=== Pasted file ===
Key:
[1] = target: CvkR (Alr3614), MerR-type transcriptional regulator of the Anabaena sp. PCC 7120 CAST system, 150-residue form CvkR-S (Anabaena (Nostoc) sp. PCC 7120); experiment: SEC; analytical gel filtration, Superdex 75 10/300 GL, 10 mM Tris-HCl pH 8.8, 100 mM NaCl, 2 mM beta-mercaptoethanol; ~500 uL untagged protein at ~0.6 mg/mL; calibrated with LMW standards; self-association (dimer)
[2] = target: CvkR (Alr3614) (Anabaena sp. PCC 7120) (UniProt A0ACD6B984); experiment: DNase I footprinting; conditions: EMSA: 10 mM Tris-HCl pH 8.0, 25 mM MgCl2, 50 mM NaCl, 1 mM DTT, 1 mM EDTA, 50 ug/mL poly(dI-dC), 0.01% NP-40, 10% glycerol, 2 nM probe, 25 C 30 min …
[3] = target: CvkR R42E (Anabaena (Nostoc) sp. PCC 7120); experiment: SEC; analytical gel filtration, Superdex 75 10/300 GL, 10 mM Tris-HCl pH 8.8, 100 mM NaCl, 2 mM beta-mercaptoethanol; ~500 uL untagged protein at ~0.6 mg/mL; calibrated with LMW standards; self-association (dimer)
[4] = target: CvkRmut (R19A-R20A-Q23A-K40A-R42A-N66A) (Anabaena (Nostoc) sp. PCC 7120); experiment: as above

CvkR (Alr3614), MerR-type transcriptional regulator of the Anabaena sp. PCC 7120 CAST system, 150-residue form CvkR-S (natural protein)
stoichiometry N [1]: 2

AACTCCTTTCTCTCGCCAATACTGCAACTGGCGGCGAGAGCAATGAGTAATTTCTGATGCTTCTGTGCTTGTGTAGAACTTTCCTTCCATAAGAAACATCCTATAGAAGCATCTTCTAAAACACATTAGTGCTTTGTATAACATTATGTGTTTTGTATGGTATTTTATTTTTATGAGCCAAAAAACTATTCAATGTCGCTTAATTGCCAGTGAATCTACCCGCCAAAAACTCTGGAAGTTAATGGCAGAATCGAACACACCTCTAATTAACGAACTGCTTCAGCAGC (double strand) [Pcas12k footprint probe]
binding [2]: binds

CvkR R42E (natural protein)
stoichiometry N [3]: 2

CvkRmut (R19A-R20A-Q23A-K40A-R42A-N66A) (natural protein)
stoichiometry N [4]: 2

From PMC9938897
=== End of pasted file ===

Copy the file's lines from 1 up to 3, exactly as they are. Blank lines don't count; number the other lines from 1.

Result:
Key:
[1] = target: CvkR (Alr3614), MerR-type transcriptional regulator of the Anabaena sp. PCC 7120 CAST system, 150-residue form CvkR-S (Anabaena (Nostoc) sp. PCC 7120); experiment: SEC; analytical gel filtration, Superdex 75 10/300 GL, 10 mM Tris-HCl pH 8.8, 100 mM NaCl, 2 mM beta-mercaptoethanol; ~500 uL untagged protein at ~0.6 mg/mL; calibrated with LMW standards; self-association (dimer)
[2] = target: CvkR (Alr3614) (Anabaena sp. PCC 7120) (UniProt A0ACD6B984); experiment: DNase I footprinting; conditions: EMSA: 10 mM Tris-HCl pH 8.0, 25 mM MgCl2, 50 mM NaCl, 1 mM DTT, 1 mM EDTA, 50 ug/mL poly(dI-dC), 0.01% NP-40, 10% glycerol, 2 nM probe, 25 C 30 min …